• The second piece is a study of a topical scientific issue, requiring independent research on a controversial issue and the presentation of a balanced argument, approx. 1500-2000 words.

    Unit 2 comprises 40% of the AS-Level course. It is expected that students will select their own texts for this coursework from the library and scientific magazines and complete this coursework with minimal input from the teacher in lesson, taking account of feedback provided on submitted drafts.

    The complete specification, including previous exam papers can be found at www.aqa.org.uk

    How the course is delivered

    Students will have two hours per week of timetabled lessons with one teacher. As this is a fast-track course and students receive half the teaching they would in their other AS-Level subjects, there is an expectation that students will complete at least half of the work towards this qualification independently, including the coursework component. This will involve reading around the subjects studied to get a better idea of current views on these issues.

    An example might be the ethical implications of stem cell research – with so many different views on this contentious issue, students will be expected to review and explain these in their own independent study. Lessons will be varied, but may often be centred on debate or discussion of the impacts of science on society based on statements provided by the exam board. In-course assessment will be based on examination questions from previous examinations and the coursework component mark.

    Departmental Enrichment

    Attendance at enrichment activities is strongly recommended for this course. These are arranged by the Science and Health and Social Care Faculty and will take the form of external lectures and visiting speakers as part of the Café Scientifique programme, including visits arranged by other departments within the faculty. Science is a vast topic, and the more talks and additional opportunities you attend to broaden your understanding, the better! Look out for e-mails from subject teachers over the course of the year and public lectures at the University of Hull or on TV to start you off.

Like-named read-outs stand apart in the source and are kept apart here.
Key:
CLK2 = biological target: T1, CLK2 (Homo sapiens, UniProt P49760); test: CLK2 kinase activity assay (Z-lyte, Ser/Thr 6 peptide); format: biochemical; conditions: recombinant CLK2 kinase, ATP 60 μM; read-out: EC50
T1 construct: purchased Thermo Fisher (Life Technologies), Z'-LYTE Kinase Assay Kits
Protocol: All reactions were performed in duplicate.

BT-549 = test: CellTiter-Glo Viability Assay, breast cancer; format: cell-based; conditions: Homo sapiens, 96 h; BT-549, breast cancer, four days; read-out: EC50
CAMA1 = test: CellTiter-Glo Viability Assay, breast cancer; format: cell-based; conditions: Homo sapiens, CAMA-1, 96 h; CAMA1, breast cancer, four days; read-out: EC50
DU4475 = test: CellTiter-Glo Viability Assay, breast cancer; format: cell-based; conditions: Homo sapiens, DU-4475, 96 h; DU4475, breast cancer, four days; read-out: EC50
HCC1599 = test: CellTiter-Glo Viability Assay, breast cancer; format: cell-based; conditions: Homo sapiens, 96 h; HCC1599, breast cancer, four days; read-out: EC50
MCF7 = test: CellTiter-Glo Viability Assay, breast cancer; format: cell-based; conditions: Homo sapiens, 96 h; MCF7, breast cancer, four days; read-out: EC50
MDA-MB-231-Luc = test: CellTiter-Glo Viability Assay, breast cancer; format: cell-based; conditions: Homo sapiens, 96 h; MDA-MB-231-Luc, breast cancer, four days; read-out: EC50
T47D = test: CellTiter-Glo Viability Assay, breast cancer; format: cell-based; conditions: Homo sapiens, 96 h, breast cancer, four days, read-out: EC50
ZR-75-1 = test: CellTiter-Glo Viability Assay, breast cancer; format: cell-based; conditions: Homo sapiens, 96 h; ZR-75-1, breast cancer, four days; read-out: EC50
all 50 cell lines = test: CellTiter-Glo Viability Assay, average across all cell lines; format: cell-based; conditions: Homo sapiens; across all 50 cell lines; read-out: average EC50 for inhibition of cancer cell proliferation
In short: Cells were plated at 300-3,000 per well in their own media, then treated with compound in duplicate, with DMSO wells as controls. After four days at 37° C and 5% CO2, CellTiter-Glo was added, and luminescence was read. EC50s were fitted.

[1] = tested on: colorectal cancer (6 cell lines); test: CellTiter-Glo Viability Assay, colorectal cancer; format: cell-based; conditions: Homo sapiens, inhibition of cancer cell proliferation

What can I do now that would help prepare me for this course?

    The demands of this course are different to that of other sciences. To fully prepare for this course, it would be helpful to begin to look for stories about science and scientific developments in the media. These stories are all around us and often portray science in a biased way, but are likely the only source of scientific news for most of the general public. It will stand you in good stead if you have a firm idea of how science is generally portrayed and perceived by the media and therefore society as a whole.

    It would also be wise to select a few popular science books – explanations of scientific ideas presented to the everyday reader – in order to better prepare for the first piece of coursework where you will write a review of this text, explaining the science it contains in your own words.

  • Progression:

    Those students wishing to study this course will have a passion for the study of science, and as a result we anticipate a 100% pass-rate.